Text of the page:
1. Knowing which objects are consuming memory is the first step in knowing which
objects to optimize in your code.
2. Histograms are a quick and easy way to identify memory issues caused by creat-
ing too many objects of a certain type.
3. Heap dump analysis is the most powerful technique to track down memory usage,
though it requires some patience and effort to be utilized well.
Out of Memory Errors
The JVM throws an out of memory error under these circumstances:
▪ No native memory is available for the JVM.
▪ The permgen (in Java 7 and earlier) or metaspace (in Java 8) is out of memory.
▪ The Java heap itself is out of memory: the application has too many live objects for the
given heap size.
▪ The JVM is spending too much time performing GC.
The last two cases—involving the Java heap itself—are more common, but don't automatic-
ally conclude from an out of memory error that the heap is the problem. It is necessary to
look at why the out of memory error occurred (that reason is part of the output of the excep-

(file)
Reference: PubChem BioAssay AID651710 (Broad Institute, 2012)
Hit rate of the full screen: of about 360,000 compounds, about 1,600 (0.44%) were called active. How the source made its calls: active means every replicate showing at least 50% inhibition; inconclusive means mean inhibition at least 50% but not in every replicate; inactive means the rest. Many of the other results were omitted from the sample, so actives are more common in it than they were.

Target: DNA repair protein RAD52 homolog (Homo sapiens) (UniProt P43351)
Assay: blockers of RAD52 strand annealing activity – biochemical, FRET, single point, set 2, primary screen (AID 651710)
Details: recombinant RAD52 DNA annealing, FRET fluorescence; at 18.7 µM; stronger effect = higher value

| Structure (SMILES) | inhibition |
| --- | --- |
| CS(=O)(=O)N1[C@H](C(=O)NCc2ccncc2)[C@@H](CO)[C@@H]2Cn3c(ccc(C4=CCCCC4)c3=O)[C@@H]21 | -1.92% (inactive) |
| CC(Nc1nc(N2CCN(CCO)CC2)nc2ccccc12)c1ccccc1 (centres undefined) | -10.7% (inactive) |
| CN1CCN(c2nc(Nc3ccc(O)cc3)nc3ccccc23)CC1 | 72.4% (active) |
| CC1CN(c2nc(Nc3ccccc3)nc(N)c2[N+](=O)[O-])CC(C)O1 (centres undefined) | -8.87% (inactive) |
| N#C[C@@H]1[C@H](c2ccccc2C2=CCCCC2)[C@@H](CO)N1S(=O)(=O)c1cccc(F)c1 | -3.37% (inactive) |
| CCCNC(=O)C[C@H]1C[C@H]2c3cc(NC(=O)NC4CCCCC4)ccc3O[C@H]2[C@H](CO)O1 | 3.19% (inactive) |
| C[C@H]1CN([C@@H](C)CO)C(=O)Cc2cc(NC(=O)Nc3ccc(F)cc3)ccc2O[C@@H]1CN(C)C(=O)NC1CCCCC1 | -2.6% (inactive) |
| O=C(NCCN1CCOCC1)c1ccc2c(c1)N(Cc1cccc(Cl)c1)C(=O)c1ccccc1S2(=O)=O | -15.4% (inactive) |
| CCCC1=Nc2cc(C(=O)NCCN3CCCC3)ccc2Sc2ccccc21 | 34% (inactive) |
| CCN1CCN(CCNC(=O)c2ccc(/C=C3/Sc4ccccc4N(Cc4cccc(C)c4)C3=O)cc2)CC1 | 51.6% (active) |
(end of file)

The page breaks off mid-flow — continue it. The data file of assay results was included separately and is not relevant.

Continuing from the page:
Out of native memory
The first case in this list—no native memory available for the JVM—occurs for reasons un-
related to the heap at all. In a 32-bit JVM, the maximum size of a process is 4 GB (3 GB on
some versions of Windows, and about 3.5 GB on some older versions of Linux). Specifying
a very large heap—say, 3.8 GB—brings the application size dangerously close to that limit.
Even in a 64-bit JVM, the operating system may not have sufficient virtual memory for
whatever the JVM requests.
This topic is addressed more fully in Chapter 8 . Be aware that if the message for the out of
memory error discusses allocation of native memory, then heap tuning isn't the answer: you